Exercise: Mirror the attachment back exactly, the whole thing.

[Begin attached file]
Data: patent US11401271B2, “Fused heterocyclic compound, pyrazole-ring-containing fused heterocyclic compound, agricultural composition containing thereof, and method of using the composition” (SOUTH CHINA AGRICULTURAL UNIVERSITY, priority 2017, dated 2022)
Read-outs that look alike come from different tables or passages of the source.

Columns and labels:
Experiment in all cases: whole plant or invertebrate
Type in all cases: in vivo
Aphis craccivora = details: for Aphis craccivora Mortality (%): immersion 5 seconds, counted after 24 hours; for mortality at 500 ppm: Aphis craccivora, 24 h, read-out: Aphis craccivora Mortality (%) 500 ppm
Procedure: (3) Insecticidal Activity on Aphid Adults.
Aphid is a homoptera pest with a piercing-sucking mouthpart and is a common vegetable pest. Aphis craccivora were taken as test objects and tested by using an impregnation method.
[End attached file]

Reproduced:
Data: patent US11401271B2, “Fused heterocyclic compound, pyrazole-ring-containing fused heterocyclic compound, agricultural composition containing thereof, and method of using the composition” (SOUTH CHINA AGRICULTURAL UNIVERSITY, priority 2017, dated 2022)
Read-outs that look alike come from different tables or passages of the source.

Columns and labels:
Experiment in all cases: whole plant or invertebrate
Type in all cases: in vivo
Aphis craccivora = details: for Aphis craccivora Mortality (%): immersion 5 seconds, counted after 24 hours; for mortality at 500 ppm: Aphis craccivora, 24 h, read-out: Aphis craccivora Mortality (%) 500 ppm
Procedure: (3) Insecticidal Activity on Aphid Adults.
Aphid is a homoptera pest with a piercing-sucking mouthpart and is a common vegetable pest. Aphis craccivora were taken as test objects and tested by using an impregnation method.